Bake for 26 to 29 minutes or until the cornbread is deep brown. Let the casserole rest about 10 minutes before cutting into it.
Notes to myself for future attempts:
1) First attempt looked and tasted great! No obvious problems or big corrections to make.
2) As expected, the sour cream did curdle some. I think it's OK to leave in the recipe. One alternative would be to leave it out and allow eaters to put a dollop on at the table.
3) You have to use 1 lb of meat. Any more and you won't be able to fit it in the dish without moving up to a larger size.
4) I used 2% sharp cheddar and it worked well. I suspect that if I had used full-fat cheddar, it would have left an oil slick.
5) For me, the taco seasoning needs some oomph. This recipe is probably fine for public consumption but, for myself, I'd prefer some extra kick or, perhaps, the addition of a tablespoon of chili powder. One jalapeño was not spicy at all. In fact, you couldn't even taste it in there. For myself, add 2 to 3.
6) Ideas to include next time: Salsa (perhaps in the meat), cilantro, chopped olives, corn, Monterrey jack instead of cheddar. It might be interesting to add some spicy ranch dressing instead of sour cream sometime. It might be nice to try with light cheddar, light sour cream, and ground turkey instead of beef.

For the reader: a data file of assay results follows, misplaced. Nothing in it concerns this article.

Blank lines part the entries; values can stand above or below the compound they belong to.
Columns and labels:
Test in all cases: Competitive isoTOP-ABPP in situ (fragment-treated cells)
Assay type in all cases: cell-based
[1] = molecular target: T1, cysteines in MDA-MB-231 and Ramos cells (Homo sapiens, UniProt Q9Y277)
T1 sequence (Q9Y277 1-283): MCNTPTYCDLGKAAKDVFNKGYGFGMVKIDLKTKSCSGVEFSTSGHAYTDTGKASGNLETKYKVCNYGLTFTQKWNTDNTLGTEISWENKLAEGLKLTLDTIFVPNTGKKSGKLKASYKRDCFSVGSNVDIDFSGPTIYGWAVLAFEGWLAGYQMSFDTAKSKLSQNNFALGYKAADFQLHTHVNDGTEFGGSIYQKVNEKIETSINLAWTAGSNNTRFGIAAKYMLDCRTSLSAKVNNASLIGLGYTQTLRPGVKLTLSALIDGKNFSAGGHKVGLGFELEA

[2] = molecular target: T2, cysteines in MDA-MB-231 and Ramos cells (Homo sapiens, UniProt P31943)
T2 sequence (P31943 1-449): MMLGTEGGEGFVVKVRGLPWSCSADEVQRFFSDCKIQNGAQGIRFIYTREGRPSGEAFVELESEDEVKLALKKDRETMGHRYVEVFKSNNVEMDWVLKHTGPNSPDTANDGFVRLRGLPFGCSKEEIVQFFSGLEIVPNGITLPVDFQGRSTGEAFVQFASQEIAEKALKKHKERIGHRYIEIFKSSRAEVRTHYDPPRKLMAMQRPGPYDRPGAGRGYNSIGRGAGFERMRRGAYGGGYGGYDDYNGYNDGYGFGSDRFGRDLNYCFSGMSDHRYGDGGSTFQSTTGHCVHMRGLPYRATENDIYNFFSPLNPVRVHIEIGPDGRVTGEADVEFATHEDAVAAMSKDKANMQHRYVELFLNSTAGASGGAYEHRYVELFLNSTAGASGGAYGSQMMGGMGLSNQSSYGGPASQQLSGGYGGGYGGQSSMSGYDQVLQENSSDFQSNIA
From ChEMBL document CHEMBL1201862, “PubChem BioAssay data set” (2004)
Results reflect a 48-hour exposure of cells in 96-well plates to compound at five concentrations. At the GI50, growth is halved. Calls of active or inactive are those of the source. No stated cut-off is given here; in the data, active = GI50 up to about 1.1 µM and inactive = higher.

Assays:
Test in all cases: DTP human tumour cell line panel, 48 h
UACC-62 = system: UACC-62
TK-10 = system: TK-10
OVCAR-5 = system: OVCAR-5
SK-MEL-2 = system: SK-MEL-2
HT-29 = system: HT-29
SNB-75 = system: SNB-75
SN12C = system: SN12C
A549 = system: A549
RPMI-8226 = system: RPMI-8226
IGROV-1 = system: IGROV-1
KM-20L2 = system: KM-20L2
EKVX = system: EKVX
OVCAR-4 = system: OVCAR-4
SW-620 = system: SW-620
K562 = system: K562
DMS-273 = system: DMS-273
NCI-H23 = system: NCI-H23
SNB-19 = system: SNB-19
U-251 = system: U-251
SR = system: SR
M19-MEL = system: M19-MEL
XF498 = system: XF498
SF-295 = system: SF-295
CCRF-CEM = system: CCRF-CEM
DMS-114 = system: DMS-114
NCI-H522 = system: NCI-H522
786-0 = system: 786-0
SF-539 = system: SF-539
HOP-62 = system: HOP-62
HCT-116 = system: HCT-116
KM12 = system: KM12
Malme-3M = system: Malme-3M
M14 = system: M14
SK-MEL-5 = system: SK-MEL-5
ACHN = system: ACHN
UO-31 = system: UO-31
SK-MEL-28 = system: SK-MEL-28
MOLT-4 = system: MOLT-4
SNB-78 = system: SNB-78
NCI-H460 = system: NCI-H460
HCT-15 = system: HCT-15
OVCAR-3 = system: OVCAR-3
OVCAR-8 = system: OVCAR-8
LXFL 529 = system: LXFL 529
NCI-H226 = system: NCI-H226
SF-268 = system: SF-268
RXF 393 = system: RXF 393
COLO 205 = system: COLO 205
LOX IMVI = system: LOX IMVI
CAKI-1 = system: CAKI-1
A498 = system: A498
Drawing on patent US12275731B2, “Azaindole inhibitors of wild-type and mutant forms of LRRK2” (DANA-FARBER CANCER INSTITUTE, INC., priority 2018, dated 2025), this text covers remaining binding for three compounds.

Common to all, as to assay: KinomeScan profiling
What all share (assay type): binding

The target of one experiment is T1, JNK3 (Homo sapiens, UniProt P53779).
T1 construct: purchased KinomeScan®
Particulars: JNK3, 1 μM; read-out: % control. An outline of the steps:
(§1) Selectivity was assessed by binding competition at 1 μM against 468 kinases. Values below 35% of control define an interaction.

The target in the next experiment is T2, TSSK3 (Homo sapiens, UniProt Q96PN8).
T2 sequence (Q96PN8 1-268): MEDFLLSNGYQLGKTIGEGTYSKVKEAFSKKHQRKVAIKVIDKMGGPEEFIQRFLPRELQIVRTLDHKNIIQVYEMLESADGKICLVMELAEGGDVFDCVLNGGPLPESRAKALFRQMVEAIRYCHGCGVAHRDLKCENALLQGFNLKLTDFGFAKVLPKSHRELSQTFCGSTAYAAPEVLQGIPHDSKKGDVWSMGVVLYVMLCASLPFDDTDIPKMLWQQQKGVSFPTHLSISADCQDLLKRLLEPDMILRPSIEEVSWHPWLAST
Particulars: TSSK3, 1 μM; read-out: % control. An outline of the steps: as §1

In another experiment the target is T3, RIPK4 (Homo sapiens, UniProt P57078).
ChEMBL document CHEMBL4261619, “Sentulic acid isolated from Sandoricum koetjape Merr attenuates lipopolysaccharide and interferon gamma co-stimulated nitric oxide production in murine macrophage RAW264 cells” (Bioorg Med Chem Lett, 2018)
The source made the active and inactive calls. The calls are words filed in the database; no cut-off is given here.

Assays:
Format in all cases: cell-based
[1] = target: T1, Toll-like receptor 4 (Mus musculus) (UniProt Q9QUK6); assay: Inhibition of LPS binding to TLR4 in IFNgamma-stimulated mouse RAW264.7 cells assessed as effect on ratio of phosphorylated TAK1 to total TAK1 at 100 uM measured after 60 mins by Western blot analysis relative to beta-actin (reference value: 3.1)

7) I still think it would be a nice idea to use prepared Mexican rice (you know, the kind that Old El Paso makes in those nukeable pouches). I could offer this as substitution for the meat for vegetarians. I certainly could not use it in addition to the meat in an 8x8" dish. I could, however, reformulate the recipe for a 9x13" dish. I could use the same amount of meat but use the rice in addition and try to make it more budget-friendly for larger families.
Posted by Cooking Ventures at 6:29 PM